How To Care For Your Swim Cap

When it comes down to the essentials for swim, such as gear, caps are one of them. Not only do swim caps help decrease drag when swimming, but they also keep your hair down, protect your scalp, and ensures that you have a stress free swim.

But due to poor aftercare, many swim caps only last for a short amount of time. Leaving both a hole in your cap and your wallet. So if you don’t want that, cause I certainly wouldn’t want that, read this guide on how to care for your swim caps.

Obviously, a necessity for caring and extending the life of your swim cap is washing them. This also keeps them soft and helps them keep their elasticity. So below is going to be a guide on how to do precisely that.

Something that should stand out due to it being the most critical detail and the easiest thing to do is merely washing your cap after each swim. Even if you swam in salt, soft, hard, or chlorinated water, you just have to clean it afterwards no matter what. So why exactly should you wash your cap with fresh water?

You can’t do it with water that contains minerals or any chemicals because it will degrade the plastic after some amount of time. I know it’s terrible that you have to go out of the way to find pure water to wash your cap. Caring for your belongings?! What?! How silly.

Anyway, that is beside the point. But chemicals, especially like salt and chlorine, can just eat up the materials swim caps are made out of like silicone, latex, nylon, elastic, and sometimes neoprene caps! An easy solution to prevent this now say it with me. WASH. YOUR. CAPS!

Seriously, even if you don’t wash it for just to prevent your swim cap from breaking down, you should wash it because of the bacteria which can cause ear infections, fungal infections on your scalp, and just the general idea of there being nastiness on your cap.

Now then after you are done cleaning off your cap, you will need to let it dry. It’s best to dry it off a bit manually and then let it air dry the rest of the way. It helps to make sure that there is no water for bacteria to grow or breed in. Gross, I know. Besides preventing bacteria from developing, this also helps allow the cap not to stick to itself. This especially goes for latex caps.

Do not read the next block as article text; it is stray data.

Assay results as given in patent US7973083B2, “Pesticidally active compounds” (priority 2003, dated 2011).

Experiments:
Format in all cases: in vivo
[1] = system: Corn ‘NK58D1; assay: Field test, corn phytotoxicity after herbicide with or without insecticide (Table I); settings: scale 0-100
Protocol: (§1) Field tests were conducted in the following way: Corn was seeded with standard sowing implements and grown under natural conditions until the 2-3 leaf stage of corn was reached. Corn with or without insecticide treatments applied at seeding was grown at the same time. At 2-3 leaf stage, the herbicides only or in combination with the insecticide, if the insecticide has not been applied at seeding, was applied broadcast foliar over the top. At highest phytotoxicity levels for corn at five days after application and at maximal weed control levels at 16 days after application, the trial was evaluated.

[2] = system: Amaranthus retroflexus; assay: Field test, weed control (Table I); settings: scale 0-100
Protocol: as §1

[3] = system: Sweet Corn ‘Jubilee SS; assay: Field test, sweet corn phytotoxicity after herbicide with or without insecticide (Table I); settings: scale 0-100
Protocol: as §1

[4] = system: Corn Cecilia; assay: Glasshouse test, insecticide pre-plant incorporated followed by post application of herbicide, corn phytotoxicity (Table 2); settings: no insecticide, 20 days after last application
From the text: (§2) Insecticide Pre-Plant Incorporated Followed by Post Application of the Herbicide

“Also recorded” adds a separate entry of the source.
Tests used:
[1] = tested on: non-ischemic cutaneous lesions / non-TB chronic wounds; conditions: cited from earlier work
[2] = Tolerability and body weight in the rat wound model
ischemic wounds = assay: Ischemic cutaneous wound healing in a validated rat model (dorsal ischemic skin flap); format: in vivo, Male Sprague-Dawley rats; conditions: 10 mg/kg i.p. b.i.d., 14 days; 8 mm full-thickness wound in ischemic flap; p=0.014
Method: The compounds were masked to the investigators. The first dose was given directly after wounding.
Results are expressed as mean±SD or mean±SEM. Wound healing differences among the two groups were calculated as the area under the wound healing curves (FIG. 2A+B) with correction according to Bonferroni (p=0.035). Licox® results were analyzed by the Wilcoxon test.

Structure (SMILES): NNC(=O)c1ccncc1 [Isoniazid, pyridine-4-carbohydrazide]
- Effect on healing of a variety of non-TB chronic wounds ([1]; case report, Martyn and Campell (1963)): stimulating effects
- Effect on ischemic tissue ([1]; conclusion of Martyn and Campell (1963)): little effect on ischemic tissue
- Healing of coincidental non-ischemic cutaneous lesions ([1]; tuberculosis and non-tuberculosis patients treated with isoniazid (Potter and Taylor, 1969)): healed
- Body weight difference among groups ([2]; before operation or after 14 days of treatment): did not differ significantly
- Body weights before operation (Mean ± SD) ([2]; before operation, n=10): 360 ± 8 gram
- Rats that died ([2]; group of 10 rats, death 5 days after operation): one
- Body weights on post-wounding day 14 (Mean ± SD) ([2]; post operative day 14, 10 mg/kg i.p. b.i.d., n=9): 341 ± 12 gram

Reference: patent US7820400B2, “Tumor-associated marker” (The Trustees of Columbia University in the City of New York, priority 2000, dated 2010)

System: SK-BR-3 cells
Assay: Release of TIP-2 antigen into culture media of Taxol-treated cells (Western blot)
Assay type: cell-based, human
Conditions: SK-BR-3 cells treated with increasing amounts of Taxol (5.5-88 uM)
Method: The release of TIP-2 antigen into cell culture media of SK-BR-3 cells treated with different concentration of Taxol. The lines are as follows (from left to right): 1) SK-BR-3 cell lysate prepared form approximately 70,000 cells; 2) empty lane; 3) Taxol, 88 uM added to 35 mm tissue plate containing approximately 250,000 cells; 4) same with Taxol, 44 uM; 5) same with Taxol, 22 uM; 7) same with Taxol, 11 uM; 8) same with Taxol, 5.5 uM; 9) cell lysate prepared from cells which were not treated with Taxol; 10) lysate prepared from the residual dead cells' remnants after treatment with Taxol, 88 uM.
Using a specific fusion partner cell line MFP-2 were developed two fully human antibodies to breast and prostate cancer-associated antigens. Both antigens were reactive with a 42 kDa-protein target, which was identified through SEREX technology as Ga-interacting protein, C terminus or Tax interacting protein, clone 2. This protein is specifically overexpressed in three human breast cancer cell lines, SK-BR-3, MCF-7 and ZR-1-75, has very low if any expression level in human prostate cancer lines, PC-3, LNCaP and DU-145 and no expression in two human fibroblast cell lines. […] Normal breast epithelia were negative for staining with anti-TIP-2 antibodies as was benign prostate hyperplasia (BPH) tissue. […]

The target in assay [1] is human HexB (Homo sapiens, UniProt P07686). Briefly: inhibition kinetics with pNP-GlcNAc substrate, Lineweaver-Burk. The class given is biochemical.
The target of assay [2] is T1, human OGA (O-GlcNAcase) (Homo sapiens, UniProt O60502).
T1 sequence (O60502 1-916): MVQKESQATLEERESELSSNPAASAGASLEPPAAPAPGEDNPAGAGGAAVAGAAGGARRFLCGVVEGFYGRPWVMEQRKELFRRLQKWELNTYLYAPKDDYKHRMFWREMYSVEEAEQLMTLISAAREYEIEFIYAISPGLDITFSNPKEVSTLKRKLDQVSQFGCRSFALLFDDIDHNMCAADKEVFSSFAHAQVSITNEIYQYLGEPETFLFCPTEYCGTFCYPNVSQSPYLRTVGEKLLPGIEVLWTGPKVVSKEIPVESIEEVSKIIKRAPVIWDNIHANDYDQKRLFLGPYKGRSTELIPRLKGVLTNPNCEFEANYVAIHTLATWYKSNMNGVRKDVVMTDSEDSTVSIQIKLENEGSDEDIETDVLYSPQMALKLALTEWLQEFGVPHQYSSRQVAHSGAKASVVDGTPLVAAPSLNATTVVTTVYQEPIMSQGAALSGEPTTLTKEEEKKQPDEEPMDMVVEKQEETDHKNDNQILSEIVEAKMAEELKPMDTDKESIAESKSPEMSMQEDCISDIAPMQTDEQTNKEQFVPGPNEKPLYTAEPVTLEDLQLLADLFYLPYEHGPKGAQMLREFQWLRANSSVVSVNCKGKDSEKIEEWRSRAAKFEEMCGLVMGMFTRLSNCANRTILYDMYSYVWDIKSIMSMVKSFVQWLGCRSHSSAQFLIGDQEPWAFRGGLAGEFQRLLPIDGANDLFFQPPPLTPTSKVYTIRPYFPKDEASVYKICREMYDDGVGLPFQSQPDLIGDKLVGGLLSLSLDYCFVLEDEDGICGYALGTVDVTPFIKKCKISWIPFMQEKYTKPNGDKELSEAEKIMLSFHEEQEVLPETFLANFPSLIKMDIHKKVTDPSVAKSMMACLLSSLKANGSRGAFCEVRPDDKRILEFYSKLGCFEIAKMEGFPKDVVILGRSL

By drying the cap correctly, the cap basically won’t stick to itself. But other materials such as lycra and neoprene can just be hung up to dry and don’t really need to be dried by hand, but if you want to make sure the cap is totally dry, then you can go inside and around it with a quick go of a towel. Or another thing to do is to keep some baby powder on hand to put in there. This dries it up real quick and prevents the cap from sticking to itself.

Taking proper care of your gear can keep in soft and give it more life. So you don’t have to get rid of your gear quickly due to it getting stuck to itself.

Now when storing your caps is just a whole other beast compared to washing and drying them. Think of it as an add on sort of situation. So a big thing that also ruins most gear, especially goggles and caps, is the dreaded sunlight! You must keep all of your gear out of direct light when you are not using it because it can age your equipment significantly, kind of like skin. So make sure to put it either in your bag or someplace away from exposure from the sun.

Also, when putting it down, don’t put your cap flat; put your cap on its crown. Placing it on its crown can help make sure it doesn’t collapse or change shape. You can also use one of those fancy hat stands that you see in old lady fancy hat stores. Using one of those bad boys can help keep your swanky cap in shape. Also, don’t store your cap in a damp and hot area.

Caps are very delicate and sensitive. They don’t need special treatment; just need regular care. Like a solid education system. Now regardless if you take the best and utmost care of your cap, accidents happen, so you must always have an extra cap around in case it tears. But besides that, caps can last for a few months and sometimes a good year. But if some discoloration or black spots show up, then that cap has to go.

With a robust care system, swim caps can endure many many months, stretches, scratches, and not tear. When people don’t purposely take care of them, they will need to get another swim cap very soon. For each time you use them, the wear on them increases significantly. Once mold, tears, and discoloration are set in, you will need to get a new cap then.